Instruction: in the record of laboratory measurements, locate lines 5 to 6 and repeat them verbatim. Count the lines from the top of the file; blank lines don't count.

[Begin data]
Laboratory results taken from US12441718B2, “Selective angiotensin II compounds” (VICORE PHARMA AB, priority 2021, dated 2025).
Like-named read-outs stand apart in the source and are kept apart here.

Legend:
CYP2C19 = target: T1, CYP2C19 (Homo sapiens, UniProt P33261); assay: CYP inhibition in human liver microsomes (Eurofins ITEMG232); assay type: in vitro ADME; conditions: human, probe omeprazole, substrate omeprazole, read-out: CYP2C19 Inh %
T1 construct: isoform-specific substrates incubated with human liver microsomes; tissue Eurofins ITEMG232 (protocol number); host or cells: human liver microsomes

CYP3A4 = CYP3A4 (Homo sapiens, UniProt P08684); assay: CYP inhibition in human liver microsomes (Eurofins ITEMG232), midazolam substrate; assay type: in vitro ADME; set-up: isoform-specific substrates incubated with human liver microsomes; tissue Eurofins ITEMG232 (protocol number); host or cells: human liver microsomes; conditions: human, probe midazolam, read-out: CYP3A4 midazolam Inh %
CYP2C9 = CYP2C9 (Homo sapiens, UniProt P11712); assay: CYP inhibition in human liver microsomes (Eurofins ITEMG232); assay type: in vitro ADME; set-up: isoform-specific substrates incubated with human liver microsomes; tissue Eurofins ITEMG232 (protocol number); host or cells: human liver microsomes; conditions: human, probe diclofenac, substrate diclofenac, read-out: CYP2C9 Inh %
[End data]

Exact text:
T1 construct: isoform-specific substrates incubated with human liver microsomes; tissue Eurofins ITEMG232 (protocol number); host or cells: human liver microsomes

CYP3A4 = CYP3A4 (Homo sapiens, UniProt P08684); assay: CYP inhibition in human liver microsomes (Eurofins ITEMG232), midazolam substrate; assay type: in vitro ADME; set-up: isoform-specific substrates incubated with human liver microsomes; tissue Eurofins ITEMG232 (protocol number); host or cells: human liver microsomes; conditions: human, probe midazolam, read-out: CYP3A4 midazolam Inh %